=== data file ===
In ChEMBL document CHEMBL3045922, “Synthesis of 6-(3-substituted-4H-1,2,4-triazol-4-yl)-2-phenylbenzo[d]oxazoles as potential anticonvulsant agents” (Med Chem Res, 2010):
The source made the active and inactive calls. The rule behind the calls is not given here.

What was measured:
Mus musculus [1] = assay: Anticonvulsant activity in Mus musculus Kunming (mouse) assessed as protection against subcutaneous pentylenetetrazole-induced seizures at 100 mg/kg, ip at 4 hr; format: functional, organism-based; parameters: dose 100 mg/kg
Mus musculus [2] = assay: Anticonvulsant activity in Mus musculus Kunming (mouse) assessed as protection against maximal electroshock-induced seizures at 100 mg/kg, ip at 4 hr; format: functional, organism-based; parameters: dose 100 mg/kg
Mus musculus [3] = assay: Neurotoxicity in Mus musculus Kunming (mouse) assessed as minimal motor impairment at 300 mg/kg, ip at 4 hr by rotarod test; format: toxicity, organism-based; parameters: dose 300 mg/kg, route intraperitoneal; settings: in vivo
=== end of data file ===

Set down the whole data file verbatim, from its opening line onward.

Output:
In ChEMBL document CHEMBL3045922, “Synthesis of 6-(3-substituted-4H-1,2,4-triazol-4-yl)-2-phenylbenzo[d]oxazoles as potential anticonvulsant agents” (Med Chem Res, 2010):
The source made the active and inactive calls. The rule behind the calls is not given here.

What was measured:
Mus musculus [1] = assay: Anticonvulsant activity in Mus musculus Kunming (mouse) assessed as protection against subcutaneous pentylenetetrazole-induced seizures at 100 mg/kg, ip at 4 hr; format: functional, organism-based; parameters: dose 100 mg/kg
Mus musculus [2] = assay: Anticonvulsant activity in Mus musculus Kunming (mouse) assessed as protection against maximal electroshock-induced seizures at 100 mg/kg, ip at 4 hr; format: functional, organism-based; parameters: dose 100 mg/kg
Mus musculus [3] = assay: Neurotoxicity in Mus musculus Kunming (mouse) assessed as minimal motor impairment at 300 mg/kg, ip at 4 hr by rotarod test; format: toxicity, organism-based; parameters: dose 300 mg/kg, route intraperitoneal; settings: in vivo